Before retiring, I spent more than twenty years as an art rep and artist selling my own work and that of many other artists and fine art publishers to interior designers, architects and galleries. The “decorative art” business not only supported my family, but also provided constant inspiration and direction as I decided what to paint and which images done by others I would show my clients.
As I read art blogs, such as this one, and look at the questions and comments posted on various artists’ forums, I’m mystified at how often artists who can’t make a living from their creative output make a distinction between “fine” art and the “decorative” art people love and hang in their homes and offices because it provides enjoyment and enhances their “lifestyle.”
Somehow, the thought that taking on the challenge to paint something that “matches a sofa fabric” and can actually put some dollars in the artist’s empty pocket compromises their artistic integrity – whatever that is.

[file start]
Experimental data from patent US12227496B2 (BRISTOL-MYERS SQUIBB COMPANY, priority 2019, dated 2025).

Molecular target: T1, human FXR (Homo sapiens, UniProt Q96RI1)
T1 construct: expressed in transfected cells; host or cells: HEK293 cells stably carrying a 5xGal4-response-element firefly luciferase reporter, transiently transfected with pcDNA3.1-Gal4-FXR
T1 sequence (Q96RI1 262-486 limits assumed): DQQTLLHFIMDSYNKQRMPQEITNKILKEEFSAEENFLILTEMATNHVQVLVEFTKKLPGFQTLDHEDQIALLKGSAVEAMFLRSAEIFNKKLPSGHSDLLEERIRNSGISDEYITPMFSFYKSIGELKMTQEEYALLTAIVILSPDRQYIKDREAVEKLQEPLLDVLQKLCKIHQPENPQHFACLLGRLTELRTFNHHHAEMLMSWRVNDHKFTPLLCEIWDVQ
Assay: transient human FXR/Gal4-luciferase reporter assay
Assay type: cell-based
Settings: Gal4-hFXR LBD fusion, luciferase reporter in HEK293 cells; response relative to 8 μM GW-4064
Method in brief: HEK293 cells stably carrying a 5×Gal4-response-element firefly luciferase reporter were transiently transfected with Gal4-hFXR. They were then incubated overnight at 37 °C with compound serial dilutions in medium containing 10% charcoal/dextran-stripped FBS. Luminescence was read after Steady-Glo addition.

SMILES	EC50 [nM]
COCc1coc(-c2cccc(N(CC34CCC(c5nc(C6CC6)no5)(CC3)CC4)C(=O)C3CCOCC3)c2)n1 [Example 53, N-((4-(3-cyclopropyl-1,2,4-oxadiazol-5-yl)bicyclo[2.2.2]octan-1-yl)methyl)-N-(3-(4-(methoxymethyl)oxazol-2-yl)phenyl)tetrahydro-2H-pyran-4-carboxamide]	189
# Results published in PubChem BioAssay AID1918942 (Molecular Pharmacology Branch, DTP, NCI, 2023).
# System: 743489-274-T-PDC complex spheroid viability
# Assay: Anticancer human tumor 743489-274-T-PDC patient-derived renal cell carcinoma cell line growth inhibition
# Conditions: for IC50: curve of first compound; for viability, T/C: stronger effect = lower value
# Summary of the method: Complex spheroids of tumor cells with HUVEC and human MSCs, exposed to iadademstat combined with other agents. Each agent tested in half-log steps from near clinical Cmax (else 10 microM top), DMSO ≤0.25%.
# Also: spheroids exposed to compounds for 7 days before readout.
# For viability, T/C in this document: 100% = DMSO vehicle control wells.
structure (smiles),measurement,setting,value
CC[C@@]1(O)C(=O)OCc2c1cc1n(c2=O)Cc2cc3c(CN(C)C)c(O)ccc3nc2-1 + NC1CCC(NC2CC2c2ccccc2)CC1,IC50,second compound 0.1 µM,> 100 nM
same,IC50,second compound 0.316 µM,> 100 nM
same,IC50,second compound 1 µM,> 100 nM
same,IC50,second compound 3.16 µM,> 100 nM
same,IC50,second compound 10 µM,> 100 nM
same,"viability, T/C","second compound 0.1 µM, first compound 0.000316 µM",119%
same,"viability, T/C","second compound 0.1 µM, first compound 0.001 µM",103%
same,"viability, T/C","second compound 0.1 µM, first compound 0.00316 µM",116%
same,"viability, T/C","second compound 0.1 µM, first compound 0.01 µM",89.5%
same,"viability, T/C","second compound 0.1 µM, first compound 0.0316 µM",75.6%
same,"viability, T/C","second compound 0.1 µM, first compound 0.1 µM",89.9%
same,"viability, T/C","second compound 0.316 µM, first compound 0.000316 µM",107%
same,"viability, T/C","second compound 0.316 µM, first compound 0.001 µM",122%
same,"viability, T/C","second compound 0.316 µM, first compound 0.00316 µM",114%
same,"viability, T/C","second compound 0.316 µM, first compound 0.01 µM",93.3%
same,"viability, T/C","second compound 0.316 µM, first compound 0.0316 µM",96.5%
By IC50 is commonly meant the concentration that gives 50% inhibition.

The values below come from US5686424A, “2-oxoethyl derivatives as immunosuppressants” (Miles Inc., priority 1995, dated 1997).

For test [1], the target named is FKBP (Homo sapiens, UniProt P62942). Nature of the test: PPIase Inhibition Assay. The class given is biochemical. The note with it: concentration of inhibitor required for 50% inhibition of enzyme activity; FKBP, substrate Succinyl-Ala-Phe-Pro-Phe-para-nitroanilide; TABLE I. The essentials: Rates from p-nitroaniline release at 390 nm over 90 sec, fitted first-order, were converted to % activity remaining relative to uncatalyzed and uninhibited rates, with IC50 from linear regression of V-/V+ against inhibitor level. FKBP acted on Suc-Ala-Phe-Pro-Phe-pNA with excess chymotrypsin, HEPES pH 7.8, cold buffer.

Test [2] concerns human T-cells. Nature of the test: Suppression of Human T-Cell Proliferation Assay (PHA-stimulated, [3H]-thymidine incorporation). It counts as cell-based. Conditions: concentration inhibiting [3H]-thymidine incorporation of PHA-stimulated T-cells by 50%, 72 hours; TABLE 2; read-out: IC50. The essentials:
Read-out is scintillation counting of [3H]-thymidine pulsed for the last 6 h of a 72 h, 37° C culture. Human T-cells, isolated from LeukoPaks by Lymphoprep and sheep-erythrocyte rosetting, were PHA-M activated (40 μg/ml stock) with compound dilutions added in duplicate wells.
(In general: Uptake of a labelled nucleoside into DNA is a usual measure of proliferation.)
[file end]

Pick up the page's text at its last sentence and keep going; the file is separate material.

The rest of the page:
If you are wondering what to paint, stroll around a few interior design studios, high-end furniture stores or expensive model homes and look at what real people are willing to spend their hard-earned dollars for. Become knowledgeable about how the art business works (assuming you are serious about becoming part of it and not just a confused bystander). Learn who gets how much and why by talking to the people who buy art, not some high-tone “expert” who can’t even give away what they produce. Then put your creative juices to work and come up with something in your own distinctive style or subject matter that will be acceptable to the marketplace or an identifiable and reachable “target” audience.
Yes, you may have to use “trendy” colors or fit a “what’s hot” category rather than the “what’s not” you’ve been painting. Look at it as an artistic challenge or pretend you’ve just been given a “commission.” Isn’t that what a “real” artist is supposed to be able to do?